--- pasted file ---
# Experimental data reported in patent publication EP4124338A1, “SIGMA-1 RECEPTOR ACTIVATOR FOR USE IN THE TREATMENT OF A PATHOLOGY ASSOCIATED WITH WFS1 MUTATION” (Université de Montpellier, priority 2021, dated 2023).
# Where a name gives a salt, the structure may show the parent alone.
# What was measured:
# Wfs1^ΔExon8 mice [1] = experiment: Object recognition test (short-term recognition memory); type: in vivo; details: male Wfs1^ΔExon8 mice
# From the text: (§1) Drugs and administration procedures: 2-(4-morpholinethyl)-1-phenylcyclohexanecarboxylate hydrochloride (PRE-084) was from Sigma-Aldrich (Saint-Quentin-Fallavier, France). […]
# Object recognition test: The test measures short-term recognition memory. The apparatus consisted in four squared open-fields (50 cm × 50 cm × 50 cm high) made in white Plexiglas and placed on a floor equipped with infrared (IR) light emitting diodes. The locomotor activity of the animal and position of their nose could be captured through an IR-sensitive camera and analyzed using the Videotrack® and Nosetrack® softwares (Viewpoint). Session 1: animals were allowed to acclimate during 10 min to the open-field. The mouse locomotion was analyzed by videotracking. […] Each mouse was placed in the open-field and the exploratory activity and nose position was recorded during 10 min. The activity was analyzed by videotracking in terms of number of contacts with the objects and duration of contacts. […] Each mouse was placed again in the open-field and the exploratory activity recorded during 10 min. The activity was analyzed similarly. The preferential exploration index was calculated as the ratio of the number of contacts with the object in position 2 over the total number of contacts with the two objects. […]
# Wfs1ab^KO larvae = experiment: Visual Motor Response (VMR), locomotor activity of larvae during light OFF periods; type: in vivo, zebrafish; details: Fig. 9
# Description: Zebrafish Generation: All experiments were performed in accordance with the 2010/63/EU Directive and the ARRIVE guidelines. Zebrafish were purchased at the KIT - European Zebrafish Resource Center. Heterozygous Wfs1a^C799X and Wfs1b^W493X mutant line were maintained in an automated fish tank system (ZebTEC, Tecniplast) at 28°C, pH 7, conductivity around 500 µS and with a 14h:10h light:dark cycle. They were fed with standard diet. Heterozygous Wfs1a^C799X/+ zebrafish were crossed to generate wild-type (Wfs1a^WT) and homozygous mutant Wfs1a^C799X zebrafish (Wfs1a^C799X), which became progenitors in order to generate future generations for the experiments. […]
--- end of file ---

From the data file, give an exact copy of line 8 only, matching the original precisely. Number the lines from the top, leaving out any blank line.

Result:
# Description: Zebrafish Generation: All experiments were performed in accordance with the 2010/63/EU Directive and the ARRIVE guidelines. Zebrafish were purchased at the KIT - European Zebrafish Resource Center. Heterozygous Wfs1a^C799X and Wfs1b^W493X mutant line were maintained in an automated fish tank system (ZebTEC, Tecniplast) at 28°C, pH 7, conductivity around 500 µS and with a 14h:10h light:dark cycle. They were fed with standard diet. Heterozygous Wfs1a^C799X/+ zebrafish were crossed to generate wild-type (Wfs1a^WT) and homozygous mutant Wfs1a^C799X zebrafish (Wfs1a^C799X), which became progenitors in order to generate future generations for the experiments. […]